The moshpit was in full swing and I enjoyed the gig vicariously sharing the mayhem going on down the front which felt sticky and sweaty.  After two songs the road crew emerged to implore the audience to take a step back  as their momentum had caused something of a stage invasion.  The band said they were ‘fucking skint’ and couldn’t afford to replace any damaged pedals;  “There’s plenty of fuckin’ shit to go and smash up out there, but don’t smash up Cabbage’s equipment” the singer implored.  “Who thought this would be a good idea?” he rhetorically asked before bigging up the audience.  They were great; swigging beer and crowd surfing on an audience who provided backing vocals when the singer found himself po-going in the third row.  He amused me when he announced the next song was about dead people and ‘why we like shagging them’; I couldn’t restrain a reflective chortle.

The crowd, mostly made up of students (I think I was the 2nd oldest there), got their moneys worth with a set of blistering energy and well crafted punk-pop songs.  Cabbage 2017 are kids on fire who, if they took any notice of their critics in 2016, have learned to have a fucking good time on stage and let their music do their talking for them. If they don’t implode they have a chance to replicate fellow Mancs, The Happy Mondays as stardom awaits.  After it all finished the band came out and mingled with the departing audience.  I shook one of the singer’s hands and he seemed genuinely pleased when I told him I enjoyed the performance and what a great gig it was.  There was enough humility which made him likeable which, along with his talent should see them through.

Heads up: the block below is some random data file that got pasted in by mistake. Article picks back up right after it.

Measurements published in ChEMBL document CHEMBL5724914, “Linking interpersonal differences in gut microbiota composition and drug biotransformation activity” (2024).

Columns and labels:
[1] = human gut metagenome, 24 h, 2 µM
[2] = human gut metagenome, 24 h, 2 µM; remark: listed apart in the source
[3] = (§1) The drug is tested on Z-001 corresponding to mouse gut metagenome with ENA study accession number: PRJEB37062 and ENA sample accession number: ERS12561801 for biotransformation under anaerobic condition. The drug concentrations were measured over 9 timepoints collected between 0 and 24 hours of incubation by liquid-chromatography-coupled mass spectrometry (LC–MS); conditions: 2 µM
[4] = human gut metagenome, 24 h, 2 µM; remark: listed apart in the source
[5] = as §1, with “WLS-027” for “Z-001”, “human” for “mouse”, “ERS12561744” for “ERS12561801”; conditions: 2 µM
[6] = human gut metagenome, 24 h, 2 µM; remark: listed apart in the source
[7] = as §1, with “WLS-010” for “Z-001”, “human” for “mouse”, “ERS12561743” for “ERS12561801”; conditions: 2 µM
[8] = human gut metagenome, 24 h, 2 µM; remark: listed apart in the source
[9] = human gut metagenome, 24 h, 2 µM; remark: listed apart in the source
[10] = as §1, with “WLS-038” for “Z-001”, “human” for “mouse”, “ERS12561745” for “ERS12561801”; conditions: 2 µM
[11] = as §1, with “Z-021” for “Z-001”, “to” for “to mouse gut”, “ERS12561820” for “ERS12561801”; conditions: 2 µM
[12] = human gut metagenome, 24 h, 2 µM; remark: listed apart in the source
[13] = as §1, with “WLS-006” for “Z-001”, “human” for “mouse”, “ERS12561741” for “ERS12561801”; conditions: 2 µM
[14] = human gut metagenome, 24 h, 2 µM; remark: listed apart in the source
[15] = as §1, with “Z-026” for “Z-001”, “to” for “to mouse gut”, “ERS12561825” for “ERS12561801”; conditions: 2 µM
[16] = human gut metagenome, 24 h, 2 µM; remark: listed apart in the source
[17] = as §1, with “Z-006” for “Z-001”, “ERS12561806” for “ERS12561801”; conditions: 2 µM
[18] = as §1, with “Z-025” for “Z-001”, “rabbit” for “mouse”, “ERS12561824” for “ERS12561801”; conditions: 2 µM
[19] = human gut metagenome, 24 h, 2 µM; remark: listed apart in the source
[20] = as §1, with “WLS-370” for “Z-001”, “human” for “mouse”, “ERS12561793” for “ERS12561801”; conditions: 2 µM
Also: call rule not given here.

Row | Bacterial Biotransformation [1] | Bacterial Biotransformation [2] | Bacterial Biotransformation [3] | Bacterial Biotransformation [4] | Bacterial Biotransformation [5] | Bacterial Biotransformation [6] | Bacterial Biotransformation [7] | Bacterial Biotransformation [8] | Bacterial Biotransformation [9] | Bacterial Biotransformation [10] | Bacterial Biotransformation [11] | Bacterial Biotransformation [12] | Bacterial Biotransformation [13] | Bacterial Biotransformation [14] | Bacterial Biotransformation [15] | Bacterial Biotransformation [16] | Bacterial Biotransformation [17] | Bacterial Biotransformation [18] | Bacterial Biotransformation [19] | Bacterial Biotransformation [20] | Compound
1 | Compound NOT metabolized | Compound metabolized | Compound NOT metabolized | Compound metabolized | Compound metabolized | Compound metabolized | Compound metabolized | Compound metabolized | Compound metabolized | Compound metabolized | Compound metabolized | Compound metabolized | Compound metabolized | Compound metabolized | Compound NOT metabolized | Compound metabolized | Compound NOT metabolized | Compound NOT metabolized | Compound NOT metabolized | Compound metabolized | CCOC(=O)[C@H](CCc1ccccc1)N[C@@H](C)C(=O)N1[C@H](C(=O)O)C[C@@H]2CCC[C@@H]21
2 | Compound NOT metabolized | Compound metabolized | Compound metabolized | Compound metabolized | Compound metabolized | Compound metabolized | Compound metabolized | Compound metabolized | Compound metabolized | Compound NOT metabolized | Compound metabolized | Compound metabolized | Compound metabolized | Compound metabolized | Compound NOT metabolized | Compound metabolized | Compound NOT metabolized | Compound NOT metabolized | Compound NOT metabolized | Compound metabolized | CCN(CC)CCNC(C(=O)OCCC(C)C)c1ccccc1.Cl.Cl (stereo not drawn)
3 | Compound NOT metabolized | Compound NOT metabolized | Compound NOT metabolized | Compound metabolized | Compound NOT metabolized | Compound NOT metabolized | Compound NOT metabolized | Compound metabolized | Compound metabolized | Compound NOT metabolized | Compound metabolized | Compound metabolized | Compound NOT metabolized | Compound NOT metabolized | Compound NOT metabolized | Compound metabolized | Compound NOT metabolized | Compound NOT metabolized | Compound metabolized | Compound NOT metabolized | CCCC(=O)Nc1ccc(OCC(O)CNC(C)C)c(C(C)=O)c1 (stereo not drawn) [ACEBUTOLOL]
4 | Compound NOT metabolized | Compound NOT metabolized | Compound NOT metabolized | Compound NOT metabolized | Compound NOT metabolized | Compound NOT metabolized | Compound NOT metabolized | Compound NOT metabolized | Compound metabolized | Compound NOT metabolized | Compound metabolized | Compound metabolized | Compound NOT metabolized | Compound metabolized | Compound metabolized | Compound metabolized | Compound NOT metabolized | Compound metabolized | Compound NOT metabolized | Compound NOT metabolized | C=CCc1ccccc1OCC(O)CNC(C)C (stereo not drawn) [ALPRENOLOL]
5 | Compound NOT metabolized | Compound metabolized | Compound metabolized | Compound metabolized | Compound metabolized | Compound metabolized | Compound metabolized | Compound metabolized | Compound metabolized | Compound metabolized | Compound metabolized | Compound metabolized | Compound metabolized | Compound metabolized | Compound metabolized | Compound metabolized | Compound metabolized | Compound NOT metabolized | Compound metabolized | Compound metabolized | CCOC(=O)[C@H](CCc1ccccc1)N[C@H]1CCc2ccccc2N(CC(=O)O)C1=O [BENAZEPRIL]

Well done cabbage, you fulfilled my 5 a day.

Film Review, Uncategorized

The Hateful Eight – A Review

My new year’s resolution for 2016 was to visit the cinema once a month, yesterday I went to The Island Cinema in St Annes On The Sea for my 3rd visit in as many weeks.

So Quentin, watcha got for us?  

A movie.

A movie, eh?  What kind of movie? 

A Western.

Ooh, a  western.  Any good?

Of course it’s good, it’s a Quentin Tarantino movie.

Oh, OK.

Actually, it’s not that good.  I mean it’s ok but this is a guy who’s back catalogue revitalised the movie industry with classics such as Reservoir Dogs, Kill Bill and of course Pulp Fiction.  Django Unchained was uncomfortable but ultimately essential viewing and even Inglorious Basterds was a great watch.  It’s safe to say that my experience of the man’s movies to date left me perfectly satiated but The Hateful Eight is served like a big fat Christmas pudding that you don’t really have room for yet you masticate your way through it out of politeness before flopping ungracefully in front of the telly and dozing your way through the Queen’s speech.